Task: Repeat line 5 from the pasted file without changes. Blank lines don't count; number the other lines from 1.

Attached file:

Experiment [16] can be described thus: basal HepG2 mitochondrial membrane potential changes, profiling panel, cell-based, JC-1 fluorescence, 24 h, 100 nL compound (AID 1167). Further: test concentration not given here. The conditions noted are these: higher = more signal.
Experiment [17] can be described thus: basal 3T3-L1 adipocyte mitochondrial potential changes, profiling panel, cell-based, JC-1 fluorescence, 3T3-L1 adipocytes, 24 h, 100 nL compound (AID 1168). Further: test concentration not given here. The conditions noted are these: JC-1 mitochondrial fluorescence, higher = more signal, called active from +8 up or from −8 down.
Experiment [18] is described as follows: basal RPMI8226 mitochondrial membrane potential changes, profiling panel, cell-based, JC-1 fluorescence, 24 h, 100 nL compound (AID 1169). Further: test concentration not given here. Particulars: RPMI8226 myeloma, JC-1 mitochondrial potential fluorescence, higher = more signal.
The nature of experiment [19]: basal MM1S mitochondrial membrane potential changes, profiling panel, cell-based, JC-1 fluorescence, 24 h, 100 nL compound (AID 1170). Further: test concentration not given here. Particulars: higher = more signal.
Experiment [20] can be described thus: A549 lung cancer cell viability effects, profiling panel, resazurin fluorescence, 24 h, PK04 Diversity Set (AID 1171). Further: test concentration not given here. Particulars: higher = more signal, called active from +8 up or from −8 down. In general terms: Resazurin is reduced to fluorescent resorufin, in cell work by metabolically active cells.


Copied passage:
Experiment [20] can be described thus: A549 lung cancer cell viability effects, profiling panel, resazurin fluorescence, 24 h, PK04 Diversity Set (AID 1171). Further: test concentration not given here. Particulars: higher = more signal, called active from +8 up or from −8 down. In general terms: Resazurin is reduced to fluorescent resorufin, in cell work by metabolically active cells.